There are several marine terrace surfaces along the western coast of Shimokita Peninsula, northeast Japan. They are classified into H1, H2, M1, M2, A1 and A2 surfaces in descending order around Oma, northwest part of the peninsula. The M1 surface directly covered by Toya tephra (112-115 ka) is correlated with that formed in MIS 5e. A1 and A2 surfaces are Holocene emerged wave-cut benches. The heights of the former shorelines of the Pleistocene marine terrace surfaces around Oma are over 185 m, over 114 m, 60 m and 25 m , respectively. The A1 surface on the Benten-jima Island, to the north of Oma, is 1m higher than that on Oma. Spatially, the H2 and M1 surfaces can be traced for 10 km longshore southward to around Sai. The height of the most continuous M1 former shoreline is in the range of 60 m to less 20 m, indicating distinct southward tilting.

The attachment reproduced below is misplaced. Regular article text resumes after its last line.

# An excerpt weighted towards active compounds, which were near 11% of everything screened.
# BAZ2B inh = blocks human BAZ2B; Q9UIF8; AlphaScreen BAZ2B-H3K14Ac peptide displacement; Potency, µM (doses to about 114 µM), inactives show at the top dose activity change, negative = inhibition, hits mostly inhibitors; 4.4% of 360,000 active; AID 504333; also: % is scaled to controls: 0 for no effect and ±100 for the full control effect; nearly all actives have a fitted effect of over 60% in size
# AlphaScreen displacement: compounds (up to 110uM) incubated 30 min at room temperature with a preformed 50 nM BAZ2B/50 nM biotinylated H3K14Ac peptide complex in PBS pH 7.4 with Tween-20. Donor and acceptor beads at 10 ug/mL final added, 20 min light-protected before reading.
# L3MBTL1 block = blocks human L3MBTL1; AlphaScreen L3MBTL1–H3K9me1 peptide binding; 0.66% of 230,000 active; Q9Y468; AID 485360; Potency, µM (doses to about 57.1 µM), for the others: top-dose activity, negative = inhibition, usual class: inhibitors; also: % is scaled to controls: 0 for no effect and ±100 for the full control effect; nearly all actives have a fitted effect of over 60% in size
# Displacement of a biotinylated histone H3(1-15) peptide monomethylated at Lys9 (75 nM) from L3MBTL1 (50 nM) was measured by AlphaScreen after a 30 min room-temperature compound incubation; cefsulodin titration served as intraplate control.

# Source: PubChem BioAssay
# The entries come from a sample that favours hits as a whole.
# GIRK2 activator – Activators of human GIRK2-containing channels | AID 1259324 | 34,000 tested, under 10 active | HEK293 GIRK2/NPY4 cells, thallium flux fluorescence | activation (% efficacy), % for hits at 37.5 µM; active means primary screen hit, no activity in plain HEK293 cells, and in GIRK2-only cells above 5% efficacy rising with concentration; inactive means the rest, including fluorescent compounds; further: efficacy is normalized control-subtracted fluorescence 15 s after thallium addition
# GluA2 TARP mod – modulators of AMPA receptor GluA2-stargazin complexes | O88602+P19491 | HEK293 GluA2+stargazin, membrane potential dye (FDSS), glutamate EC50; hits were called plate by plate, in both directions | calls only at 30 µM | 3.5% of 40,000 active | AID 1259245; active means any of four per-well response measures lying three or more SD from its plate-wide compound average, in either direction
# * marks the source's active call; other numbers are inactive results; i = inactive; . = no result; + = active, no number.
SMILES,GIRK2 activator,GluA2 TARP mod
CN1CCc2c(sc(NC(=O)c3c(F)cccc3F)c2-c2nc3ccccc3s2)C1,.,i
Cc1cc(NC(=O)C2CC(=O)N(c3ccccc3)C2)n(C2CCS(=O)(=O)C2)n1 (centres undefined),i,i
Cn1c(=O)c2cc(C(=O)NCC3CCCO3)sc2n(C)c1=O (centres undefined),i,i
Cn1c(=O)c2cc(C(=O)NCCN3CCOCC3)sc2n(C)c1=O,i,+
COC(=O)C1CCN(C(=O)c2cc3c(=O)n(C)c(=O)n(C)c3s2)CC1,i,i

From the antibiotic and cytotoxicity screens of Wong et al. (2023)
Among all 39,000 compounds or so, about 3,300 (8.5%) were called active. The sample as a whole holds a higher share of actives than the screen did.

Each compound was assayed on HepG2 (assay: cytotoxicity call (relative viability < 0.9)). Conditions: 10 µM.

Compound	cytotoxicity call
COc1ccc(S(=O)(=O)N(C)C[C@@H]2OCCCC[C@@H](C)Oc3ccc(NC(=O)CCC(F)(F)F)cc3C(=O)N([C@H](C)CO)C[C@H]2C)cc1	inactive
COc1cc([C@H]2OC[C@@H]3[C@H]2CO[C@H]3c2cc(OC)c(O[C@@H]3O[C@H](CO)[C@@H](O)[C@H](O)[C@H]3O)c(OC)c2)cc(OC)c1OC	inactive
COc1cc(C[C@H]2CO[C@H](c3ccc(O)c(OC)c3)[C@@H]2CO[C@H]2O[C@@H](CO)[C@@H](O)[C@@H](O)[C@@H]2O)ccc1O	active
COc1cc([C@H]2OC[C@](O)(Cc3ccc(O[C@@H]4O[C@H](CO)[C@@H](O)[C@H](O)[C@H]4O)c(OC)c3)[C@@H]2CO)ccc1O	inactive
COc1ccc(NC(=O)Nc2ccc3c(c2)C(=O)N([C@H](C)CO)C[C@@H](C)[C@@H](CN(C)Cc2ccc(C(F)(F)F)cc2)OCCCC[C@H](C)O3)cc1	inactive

These marine terrace surfaces are planar structural markers that record the actual direction of local tilt. The progressively greater slopes of successively higher marine terrace surfaces clearly record continual crustal tilt in SSW direction around Oma and Sai. The former shorelines of the H2 and M1 surfaces define the planes recording crustal movement. Structural contours on the plane defined by the former shoreline of the M1 surface yield tilting rates of 3.2*10-5/ka. Emerged wave-cut benches are indicative of abrupt relative sea-lebel changes. They are similar to that produced co-seismically associated with major historical earthquakes. In addition, gradual southward tilt is not documented by geodetic data. Thus, the significant tilt in SSW direction suggests that long-term tilt in this area is not continuous, but episodic. These tectonic features have been convincingly owing to the activity of a south-dipping active submarine fault extending over 40 km along the north coast of the west Shimokita peninsula.